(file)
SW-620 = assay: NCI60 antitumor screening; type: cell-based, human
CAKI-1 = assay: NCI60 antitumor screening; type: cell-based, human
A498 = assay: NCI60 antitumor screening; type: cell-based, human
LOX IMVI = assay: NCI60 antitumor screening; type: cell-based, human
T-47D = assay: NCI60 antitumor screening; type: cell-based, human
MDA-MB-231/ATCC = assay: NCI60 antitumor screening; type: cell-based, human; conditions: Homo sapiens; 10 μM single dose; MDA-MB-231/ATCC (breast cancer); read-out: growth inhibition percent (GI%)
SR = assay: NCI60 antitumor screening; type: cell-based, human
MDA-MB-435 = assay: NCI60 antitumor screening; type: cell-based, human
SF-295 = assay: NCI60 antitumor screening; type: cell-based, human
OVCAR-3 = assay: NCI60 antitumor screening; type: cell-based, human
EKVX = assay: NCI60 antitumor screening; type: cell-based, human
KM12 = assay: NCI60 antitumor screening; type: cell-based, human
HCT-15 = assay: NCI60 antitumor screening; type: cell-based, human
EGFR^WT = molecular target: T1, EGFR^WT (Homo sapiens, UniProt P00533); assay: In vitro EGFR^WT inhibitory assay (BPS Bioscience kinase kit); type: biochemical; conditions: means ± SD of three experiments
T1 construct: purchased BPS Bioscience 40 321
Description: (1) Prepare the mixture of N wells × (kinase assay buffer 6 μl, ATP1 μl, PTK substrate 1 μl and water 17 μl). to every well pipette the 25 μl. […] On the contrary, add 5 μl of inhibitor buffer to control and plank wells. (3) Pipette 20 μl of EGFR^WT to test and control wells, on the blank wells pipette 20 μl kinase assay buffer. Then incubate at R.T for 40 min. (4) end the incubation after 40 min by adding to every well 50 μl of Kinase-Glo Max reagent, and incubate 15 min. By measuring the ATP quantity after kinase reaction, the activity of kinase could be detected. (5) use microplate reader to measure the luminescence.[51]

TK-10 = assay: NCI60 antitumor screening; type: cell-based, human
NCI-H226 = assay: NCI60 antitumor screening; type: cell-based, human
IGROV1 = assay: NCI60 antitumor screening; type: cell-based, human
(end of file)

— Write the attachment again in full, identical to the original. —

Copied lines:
SW-620 = assay: NCI60 antitumor screening; type: cell-based, human
CAKI-1 = assay: NCI60 antitumor screening; type: cell-based, human
A498 = assay: NCI60 antitumor screening; type: cell-based, human
LOX IMVI = assay: NCI60 antitumor screening; type: cell-based, human
T-47D = assay: NCI60 antitumor screening; type: cell-based, human
MDA-MB-231/ATCC = assay: NCI60 antitumor screening; type: cell-based, human; conditions: Homo sapiens; 10 μM single dose; MDA-MB-231/ATCC (breast cancer); read-out: growth inhibition percent (GI%)
SR = assay: NCI60 antitumor screening; type: cell-based, human
MDA-MB-435 = assay: NCI60 antitumor screening; type: cell-based, human
SF-295 = assay: NCI60 antitumor screening; type: cell-based, human
OVCAR-3 = assay: NCI60 antitumor screening; type: cell-based, human
EKVX = assay: NCI60 antitumor screening; type: cell-based, human
KM12 = assay: NCI60 antitumor screening; type: cell-based, human
HCT-15 = assay: NCI60 antitumor screening; type: cell-based, human
EGFR^WT = molecular target: T1, EGFR^WT (Homo sapiens, UniProt P00533); assay: In vitro EGFR^WT inhibitory assay (BPS Bioscience kinase kit); type: biochemical; conditions: means ± SD of three experiments
T1 construct: purchased BPS Bioscience 40 321
Description: (1) Prepare the mixture of N wells × (kinase assay buffer 6 μl, ATP1 μl, PTK substrate 1 μl and water 17 μl). to every well pipette the 25 μl. […] On the contrary, add 5 μl of inhibitor buffer to control and plank wells. (3) Pipette 20 μl of EGFR^WT to test and control wells, on the blank wells pipette 20 μl kinase assay buffer. Then incubate at R.T for 40 min. (4) end the incubation after 40 min by adding to every well 50 μl of Kinase-Glo Max reagent, and incubate 15 min. By measuring the ATP quantity after kinase reaction, the activity of kinase could be detected. (5) use microplate reader to measure the luminescence.[51]

TK-10 = assay: NCI60 antitumor screening; type: cell-based, human
NCI-H226 = assay: NCI60 antitumor screening; type: cell-based, human
IGROV1 = assay: NCI60 antitumor screening; type: cell-based, human